Medieval Crime Museum Visitor’s Information
The Medieval Crime Museum is open daily:
- April to October — 10:00 – 18:00
- November to March — 13:00 – 16:00
Longer opening hours are likely during advent weekends and the museum is open in the morning only on December 24 and 31.
Admission to the torture museum is €7.50 for adults, 4.50 to students, and €3.80 for children older than 6. A family ticket for two adults and all own children under 18 is €18.50.
The Mittelalterliches Kriminalmuseum is at Burggasse 3, in the historic old town of Rothenburg just off the main road roughly halfway between the Plönlein and the Marktplatz.
The top sight in Rothenburg ob der Tauber is undoubtedly its historic old town. Walking on the town walls that still surround the old center is fun and free. The newly reopened Rothenburg Museum focuses on the local history while the High Gothic St.Jakob-Kirche (Church of St James) has with its Tilman Riemenschneider Altar of the Holy Blood (Heilig-Blut-Altar) one of the top artistic highlights of the entire Romantic Road and one of the most important late medieval artworks in Germany.
More on Rothenburg ob der Tauber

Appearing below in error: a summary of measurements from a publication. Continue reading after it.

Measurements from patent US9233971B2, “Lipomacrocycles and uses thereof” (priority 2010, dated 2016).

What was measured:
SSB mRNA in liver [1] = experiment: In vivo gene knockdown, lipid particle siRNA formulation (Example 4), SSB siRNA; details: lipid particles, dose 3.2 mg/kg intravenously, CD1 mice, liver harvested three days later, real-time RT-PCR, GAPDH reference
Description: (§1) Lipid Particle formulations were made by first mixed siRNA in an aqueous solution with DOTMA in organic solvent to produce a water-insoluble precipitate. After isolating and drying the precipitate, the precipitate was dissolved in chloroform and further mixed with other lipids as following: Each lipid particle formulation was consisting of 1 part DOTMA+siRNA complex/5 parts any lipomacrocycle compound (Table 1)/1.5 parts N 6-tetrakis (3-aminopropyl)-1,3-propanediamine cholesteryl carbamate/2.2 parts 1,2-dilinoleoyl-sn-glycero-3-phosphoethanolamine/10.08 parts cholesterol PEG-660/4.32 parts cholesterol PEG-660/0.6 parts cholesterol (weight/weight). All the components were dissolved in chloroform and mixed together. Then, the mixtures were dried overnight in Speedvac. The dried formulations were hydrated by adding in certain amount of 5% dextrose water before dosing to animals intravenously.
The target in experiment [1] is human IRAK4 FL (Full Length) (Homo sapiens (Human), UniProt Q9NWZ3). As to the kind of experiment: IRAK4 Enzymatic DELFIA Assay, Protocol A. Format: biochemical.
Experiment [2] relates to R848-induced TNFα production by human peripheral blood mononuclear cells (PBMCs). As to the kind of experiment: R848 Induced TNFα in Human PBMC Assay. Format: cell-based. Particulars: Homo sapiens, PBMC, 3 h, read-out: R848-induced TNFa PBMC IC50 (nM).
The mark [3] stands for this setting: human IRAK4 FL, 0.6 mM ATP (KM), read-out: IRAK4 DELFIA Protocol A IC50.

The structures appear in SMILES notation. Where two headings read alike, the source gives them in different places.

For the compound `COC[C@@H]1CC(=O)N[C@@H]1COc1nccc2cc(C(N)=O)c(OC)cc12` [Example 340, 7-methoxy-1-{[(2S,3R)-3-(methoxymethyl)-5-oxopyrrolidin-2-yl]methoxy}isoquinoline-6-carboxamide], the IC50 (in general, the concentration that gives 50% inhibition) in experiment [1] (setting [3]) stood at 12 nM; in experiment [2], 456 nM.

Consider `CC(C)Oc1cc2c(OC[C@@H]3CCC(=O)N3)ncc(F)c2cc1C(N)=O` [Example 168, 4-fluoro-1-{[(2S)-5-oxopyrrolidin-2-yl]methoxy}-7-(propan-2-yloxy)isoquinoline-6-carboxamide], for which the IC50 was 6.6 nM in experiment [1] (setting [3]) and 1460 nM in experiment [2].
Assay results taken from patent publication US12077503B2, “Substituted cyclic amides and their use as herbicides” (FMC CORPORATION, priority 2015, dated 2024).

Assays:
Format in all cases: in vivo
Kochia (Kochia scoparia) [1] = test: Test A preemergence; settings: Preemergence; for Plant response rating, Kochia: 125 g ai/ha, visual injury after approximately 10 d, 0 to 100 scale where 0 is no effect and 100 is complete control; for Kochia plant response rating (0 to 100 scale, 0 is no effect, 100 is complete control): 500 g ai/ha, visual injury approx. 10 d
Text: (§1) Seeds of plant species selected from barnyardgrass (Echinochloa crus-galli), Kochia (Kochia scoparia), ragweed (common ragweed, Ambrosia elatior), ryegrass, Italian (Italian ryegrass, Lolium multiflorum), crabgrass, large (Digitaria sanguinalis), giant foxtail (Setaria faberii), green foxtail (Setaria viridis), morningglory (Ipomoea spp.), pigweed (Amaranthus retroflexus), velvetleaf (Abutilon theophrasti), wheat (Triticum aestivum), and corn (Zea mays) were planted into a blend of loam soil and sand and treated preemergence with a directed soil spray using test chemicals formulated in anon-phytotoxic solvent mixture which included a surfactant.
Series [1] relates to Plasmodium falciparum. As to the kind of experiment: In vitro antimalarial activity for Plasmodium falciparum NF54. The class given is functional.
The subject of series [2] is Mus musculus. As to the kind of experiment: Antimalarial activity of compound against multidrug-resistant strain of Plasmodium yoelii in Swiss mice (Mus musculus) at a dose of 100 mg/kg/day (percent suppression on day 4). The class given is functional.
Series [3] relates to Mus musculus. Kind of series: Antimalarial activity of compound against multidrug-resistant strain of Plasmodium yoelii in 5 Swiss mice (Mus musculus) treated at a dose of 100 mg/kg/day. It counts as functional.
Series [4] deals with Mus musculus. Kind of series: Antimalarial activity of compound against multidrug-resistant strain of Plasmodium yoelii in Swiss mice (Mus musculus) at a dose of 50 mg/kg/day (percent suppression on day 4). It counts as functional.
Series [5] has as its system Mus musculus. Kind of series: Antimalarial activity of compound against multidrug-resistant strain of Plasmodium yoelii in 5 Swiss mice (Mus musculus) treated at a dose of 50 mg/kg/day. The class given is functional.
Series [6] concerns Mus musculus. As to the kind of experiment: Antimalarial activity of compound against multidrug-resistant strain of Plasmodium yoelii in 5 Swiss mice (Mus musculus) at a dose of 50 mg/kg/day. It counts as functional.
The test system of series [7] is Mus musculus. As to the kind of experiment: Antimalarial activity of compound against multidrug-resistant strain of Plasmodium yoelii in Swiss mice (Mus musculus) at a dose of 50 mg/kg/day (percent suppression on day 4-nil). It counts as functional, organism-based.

For more on the Rothenburg ob der Tauber and nearby sights on the Romantic Road:
- Top Sights on the Romantische Straße with Romantic Road Map
- Walk on the Ramparts and Sentry Walk on the Wall of Rothenburg
- Visit the St.-Jakobs-Kirche (St James Church) with the Tilman Riemenschneider Holy Blood Altar
- Visit the Medieval Crime Museum
- Visit the Wolfgang’s Church in the Klingenbastei
- See the Herrgottskirche with Tilman Riemenschneider Altar of the Virgin in nearby Creglingen
- Transportation to Rothenburg ob der Tauber – Driving or Take the Train
- Bus Day-Trip Tours are often available from Frankfurt or Munich.
- Tripadvisor Hotel Comparison – Hotel prices in Rothenburg are surprisingly reasonable, except over weekends.
- Save with the Bayern-Ticket on Train Transportation in Bavaria
- Suntransfers give easy quotations for taxis and airport shuttles from Frankfurt or Munich airports.